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WPIC Receives Innovation Award

Western Psychiatric Institute and Clinic
Receives Innovation Award

 

Western Psychiatric Institute and Clinic of UPMC (WPIC) has been selected to receive the Innovation Award from the Hospital & Healthsystem Association of Pennsylvania.  This is the third achievement award presented to WPIC by the Association for its innovative programs.  Judges selected WPIC as the winner of the Innovation Award from 100 entries received by the Association for its initiative to increase Patient and Provider Satisfaction in Bringing Psychiatric Services to Individuals in Underserved Areas.  The initiative was led by Jack Cahalane, PhD, MPH, Adult Anxiety and Mood Disorders, Joe Pierri, MD, Child and Adolescents Services, and their colleague, Nancy Parrotta, MA, LPC, NCC of Community Care Behavioral Health.

Psychiatric services are in short supply across the nation and in almost all rural areas of Pennsylvania. Rural Behavioral Health agencies that provide ambulatory care typically have long waiting lists for psychiatric services and frequently ask General Adult Psychiatrists to provide care for their Child and Adolescent patients due to unavailability of trained Child Psychiatrists. The WPIC initiative was implemented beginning in January 2013 and focused on providing telepsychiatry services to rural, underserved populations in Pennsylvania via interactive video link.  There is a substantial body of literature examining the efficacy of telemedicine and specifically telepsychiatry services, with consistently positive findings regarding both consumer acceptance and comparative effectiveness compared with in person, on site care. The Telepsychiatry team examined the process of acclimation to the provision of telepsychiatry services and the differences in treatment adherence using this technology, and included an assessment of the level of satisfaction of the psychiatrist providing the services.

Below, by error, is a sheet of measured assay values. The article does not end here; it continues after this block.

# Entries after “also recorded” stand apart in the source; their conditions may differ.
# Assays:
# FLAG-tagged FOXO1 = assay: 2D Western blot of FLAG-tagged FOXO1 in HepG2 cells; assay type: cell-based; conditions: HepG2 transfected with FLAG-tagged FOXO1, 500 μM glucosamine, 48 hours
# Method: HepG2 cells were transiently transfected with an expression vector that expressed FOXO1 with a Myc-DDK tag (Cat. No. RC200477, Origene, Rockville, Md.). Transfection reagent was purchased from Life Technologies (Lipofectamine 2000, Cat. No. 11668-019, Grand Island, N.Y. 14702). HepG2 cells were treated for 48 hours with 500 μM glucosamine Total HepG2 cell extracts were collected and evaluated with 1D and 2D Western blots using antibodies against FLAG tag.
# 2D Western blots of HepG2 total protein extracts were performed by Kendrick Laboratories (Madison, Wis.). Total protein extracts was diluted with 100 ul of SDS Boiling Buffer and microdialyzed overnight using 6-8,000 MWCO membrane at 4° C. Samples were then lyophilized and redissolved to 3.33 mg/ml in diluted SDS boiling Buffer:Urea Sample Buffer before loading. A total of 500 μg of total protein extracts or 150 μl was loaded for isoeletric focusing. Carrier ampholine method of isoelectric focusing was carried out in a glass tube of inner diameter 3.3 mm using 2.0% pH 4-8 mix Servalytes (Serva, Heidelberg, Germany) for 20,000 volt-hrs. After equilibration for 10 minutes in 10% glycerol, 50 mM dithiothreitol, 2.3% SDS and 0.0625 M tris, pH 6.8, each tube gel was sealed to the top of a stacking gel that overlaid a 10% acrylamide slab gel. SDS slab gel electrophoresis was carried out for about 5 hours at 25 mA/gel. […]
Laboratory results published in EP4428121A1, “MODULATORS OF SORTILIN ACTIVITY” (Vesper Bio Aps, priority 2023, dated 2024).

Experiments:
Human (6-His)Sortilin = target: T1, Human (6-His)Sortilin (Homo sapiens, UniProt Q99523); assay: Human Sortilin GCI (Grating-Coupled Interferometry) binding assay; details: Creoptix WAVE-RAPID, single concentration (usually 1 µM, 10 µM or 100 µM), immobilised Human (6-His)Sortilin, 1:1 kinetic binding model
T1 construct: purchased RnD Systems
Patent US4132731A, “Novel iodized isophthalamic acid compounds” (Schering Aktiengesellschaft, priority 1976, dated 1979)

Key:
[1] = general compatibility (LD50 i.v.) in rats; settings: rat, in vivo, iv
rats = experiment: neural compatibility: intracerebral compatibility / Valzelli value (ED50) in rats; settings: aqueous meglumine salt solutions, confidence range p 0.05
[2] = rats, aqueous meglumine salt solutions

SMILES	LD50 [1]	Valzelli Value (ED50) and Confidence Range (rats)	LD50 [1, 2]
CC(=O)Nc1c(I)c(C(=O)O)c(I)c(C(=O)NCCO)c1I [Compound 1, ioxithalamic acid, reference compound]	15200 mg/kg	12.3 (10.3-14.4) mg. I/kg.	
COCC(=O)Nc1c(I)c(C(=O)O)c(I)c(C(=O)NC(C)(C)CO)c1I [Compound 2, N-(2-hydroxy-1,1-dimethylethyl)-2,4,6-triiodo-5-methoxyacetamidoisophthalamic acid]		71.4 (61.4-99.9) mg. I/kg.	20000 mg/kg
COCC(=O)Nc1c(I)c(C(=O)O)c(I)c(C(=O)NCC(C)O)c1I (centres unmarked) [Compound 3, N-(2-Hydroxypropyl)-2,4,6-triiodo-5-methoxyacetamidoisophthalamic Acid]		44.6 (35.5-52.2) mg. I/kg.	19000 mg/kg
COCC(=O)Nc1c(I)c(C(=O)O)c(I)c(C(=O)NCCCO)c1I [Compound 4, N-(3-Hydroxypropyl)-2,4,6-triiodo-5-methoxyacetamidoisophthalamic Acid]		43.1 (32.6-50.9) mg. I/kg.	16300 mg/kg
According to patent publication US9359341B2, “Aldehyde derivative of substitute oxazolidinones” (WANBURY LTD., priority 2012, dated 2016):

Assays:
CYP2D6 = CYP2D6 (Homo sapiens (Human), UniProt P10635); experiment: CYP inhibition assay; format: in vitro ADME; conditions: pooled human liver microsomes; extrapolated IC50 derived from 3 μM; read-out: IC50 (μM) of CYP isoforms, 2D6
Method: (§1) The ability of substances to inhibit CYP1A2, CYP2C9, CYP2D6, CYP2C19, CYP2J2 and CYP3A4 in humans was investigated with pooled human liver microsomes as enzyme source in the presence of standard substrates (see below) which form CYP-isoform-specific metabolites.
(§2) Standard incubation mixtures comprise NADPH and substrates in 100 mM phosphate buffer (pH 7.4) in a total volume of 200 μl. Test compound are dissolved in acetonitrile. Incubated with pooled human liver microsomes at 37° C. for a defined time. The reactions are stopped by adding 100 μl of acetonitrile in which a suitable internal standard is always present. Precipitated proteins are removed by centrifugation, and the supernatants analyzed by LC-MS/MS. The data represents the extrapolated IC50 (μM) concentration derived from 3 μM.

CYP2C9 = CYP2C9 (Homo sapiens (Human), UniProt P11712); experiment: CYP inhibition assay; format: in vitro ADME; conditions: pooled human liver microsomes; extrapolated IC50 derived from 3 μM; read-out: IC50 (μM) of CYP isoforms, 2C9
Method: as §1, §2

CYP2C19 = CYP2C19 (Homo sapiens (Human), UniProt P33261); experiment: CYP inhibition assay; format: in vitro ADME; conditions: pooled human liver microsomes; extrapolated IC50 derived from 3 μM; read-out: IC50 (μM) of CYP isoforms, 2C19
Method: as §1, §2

In this initiative, a psychiatrist completes an initial psychiatric evaluation at the first visit with the patient followed by shorter subsequent visits focusing on symptom remission, functional improvement and pharmacologic management.  Self-report questionnaires were administered to participants at the first and third appointments, addressing three domains: service satisfaction, technology evaluation and general satisfaction with telemedicine.  The project team found that satisfaction was relatively high at the initial visit (44% rated the service as good and 53% rated the service as excellent) and increased by the third visit (21% rated the service as food and 76% rated the service as excellent). The level of satisfaction and comfort level with services delivered remotely via teleconferencing equipment increased quickly and consistently. Psychiatrists also perceived patients as being very satisfied and rated their own experience of delivering the service as positive. Telepsychiatry presents an opportunity for an incremental change, utilizing very specific technology to address unmet consumer needs.   

Congratulations to the faculty and staff at WPIC and Community Care involved in the Telepsychiatry initiative on this well-deserved recognition.